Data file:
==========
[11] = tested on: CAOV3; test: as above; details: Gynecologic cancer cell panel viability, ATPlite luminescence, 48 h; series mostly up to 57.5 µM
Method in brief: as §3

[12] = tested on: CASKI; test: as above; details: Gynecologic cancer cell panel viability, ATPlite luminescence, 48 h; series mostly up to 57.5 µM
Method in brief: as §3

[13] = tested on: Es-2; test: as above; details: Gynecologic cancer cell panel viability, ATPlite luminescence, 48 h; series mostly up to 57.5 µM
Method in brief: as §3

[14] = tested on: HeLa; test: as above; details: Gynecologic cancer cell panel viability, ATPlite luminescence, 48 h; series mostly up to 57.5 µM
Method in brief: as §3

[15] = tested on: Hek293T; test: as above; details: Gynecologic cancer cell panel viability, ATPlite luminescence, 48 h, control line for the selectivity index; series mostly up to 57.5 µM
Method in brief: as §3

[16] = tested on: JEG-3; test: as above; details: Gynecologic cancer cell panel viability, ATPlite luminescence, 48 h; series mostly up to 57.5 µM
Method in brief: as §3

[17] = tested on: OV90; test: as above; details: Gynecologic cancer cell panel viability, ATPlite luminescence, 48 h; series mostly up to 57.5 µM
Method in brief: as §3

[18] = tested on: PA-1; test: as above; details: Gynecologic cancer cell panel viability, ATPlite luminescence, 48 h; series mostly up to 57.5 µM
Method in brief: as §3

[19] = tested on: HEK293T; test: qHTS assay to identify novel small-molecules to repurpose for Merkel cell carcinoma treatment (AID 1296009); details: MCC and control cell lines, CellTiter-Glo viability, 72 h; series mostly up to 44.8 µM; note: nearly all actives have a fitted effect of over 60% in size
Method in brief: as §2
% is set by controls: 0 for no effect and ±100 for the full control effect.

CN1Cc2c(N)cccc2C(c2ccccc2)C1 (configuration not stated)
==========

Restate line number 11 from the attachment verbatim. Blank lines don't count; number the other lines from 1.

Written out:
[16] = tested on: JEG-3; test: as above; details: Gynecologic cancer cell panel viability, ATPlite luminescence, 48 h; series mostly up to 57.5 µM